Under The Skin (2013): Written by Jonathan Glazer and Walter Campbell, direct by Jonathan Glazer. Starring: Scarlett Johansson, and the entire nation of Scotland. Running Time: 108 minutes. Based on the novel by the same name by Michel Farber.
As most of you have no doubt heard by now, Under The Skin is one of those wholly unique experience movies that garner near-universal praise at film festivals but conversely seem doomed to cultural “irrelevance” for being “too arthouse” for mainstream viewers. Viewers who, it should be noted, are responsible for Transformers 4 currently holding the 2014 record for biggest opening weekend- truly, Brutus, the fault does indeed lie within ourselves. As a result, most cinemas worldwide did not bother showing the film for any extended period in time, and even in Germany, theaters had to be cajoled into showing it. At long last, a single showing (at a horror film festival, of all things) at a theater near me, and I can now partake in the rounds of “Well, what the hell was THAT about?” now circulating the internet concerning Jonathan Glazer's welcome distraction at the end of what has not been the hottest of all summers (but more on that in the next post).
An eye-like spaceship is our opening shot (possibly), descending close to Earth, as we begin to hear the unmistakable sounds of a woman (or perhaps not a woman) practicing human speech. After cutting to the planet’s surface, we see the selfsame woman being provided by a biker (wearing a uniform not unlike the Judoon from Doctor Who) with the dead body of another woman with a similar build and face. Naked, she takes off the cadaver’s clothes and puts them on herself. What follows could, perhaps, be labeled a montage- in and between various scenes, we are inundated with so many of the typical sights and sounds of city life, but despite the closeness of the camera, one can’t help but feel a hesitant distance, and the world we are all so familiar with begins to feel rather, well, alien.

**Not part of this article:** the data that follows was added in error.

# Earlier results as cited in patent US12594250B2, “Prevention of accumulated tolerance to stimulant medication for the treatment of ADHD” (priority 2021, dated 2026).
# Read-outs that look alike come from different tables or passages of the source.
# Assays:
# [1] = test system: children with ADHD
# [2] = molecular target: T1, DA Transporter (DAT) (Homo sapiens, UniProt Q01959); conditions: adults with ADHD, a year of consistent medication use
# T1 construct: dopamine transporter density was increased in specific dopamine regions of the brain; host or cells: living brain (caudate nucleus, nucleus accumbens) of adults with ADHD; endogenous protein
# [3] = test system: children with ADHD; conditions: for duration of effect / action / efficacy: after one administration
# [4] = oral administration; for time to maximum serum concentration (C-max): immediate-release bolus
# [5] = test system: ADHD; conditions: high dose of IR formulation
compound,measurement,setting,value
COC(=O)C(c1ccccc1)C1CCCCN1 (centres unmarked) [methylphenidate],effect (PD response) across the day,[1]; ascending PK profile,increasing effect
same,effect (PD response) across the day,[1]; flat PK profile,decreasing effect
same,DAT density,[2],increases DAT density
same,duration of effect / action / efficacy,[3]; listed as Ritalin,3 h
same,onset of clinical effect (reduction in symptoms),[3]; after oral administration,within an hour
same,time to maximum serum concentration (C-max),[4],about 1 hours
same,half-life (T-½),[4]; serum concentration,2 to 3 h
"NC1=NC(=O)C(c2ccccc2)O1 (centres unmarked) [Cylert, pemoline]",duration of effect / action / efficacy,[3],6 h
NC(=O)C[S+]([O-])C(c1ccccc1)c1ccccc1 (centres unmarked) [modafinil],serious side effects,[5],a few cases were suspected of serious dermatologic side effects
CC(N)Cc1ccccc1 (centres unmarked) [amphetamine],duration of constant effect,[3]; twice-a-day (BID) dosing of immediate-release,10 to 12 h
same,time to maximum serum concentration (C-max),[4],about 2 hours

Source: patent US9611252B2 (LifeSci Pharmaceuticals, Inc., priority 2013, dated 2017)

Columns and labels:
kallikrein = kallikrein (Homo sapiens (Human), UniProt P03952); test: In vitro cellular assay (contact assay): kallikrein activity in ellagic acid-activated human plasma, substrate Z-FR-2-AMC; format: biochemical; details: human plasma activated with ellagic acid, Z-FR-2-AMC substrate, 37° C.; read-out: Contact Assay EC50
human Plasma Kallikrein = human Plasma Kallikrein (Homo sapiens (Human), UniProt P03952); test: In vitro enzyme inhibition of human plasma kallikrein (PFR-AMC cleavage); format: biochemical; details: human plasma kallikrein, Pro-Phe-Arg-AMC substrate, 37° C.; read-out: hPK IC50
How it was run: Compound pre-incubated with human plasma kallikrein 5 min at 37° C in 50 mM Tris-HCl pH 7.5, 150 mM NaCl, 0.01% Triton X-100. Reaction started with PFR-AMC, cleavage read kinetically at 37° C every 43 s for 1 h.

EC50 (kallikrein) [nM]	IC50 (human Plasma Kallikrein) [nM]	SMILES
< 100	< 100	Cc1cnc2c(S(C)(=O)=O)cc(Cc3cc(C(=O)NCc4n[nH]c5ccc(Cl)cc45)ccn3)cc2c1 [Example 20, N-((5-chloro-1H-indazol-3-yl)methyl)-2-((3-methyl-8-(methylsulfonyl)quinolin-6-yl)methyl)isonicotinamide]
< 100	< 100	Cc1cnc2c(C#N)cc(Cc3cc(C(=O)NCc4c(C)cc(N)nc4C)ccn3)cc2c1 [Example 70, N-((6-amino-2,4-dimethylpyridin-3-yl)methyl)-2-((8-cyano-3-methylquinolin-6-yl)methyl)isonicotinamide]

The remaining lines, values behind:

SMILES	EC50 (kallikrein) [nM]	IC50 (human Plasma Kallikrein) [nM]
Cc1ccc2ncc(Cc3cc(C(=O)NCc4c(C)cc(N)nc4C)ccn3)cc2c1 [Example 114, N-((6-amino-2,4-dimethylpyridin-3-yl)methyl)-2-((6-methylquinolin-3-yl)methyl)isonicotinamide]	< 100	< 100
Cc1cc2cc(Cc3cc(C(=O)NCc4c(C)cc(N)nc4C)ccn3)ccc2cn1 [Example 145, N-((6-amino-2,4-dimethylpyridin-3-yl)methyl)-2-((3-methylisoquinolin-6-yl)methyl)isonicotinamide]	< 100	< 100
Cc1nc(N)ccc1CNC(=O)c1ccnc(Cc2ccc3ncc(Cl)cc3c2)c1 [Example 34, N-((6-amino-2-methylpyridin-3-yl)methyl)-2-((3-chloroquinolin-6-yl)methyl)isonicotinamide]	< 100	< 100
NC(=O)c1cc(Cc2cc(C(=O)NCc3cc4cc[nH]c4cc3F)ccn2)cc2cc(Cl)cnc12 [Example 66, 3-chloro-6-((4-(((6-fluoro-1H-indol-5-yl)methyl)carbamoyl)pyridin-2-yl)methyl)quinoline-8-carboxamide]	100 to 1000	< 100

This is a deliberate effect on the film’s part to quietly slide us out of our normal perceptions of each other as people, and to see us as the woman sees us, at least at first; as strange, amusingly exotic creatures, there to be manipulated and used for her own purposes. What that purpose is, I cannot exactly say. She drives around Scotland in a highly pedophiliac van, trying to convince men on the street to get in the car to give her directions. They are not random selections. She seems to only target men who walk alone, live alone, work alone, and are seemingly disconnected from any connections to other people. She lets them in and chats them up, and when they are willing (and horny) enough, they accompany her to her place, a room that seems to be darker and murkier than the deepest holes in space. She strips, backing away slowly, and they eagerly follow after her, but for some reason cannot reach her. Instead, they slowly sink to the floor that the woman seems to be able to effortlessly walk upon, which lurches around their bodies like some kind of sinister tar, and are pulled under. We see later on after one of these episodes what actually happens to these men. I will not divulge the information here, partially because it can barely be described, and also because, along with an accompanying scene on a beach in the movie’s first half, it is possibly the most ethereally unsettling experiences I’ve had in a theater this year, and its potent effect can only be felt to be understood.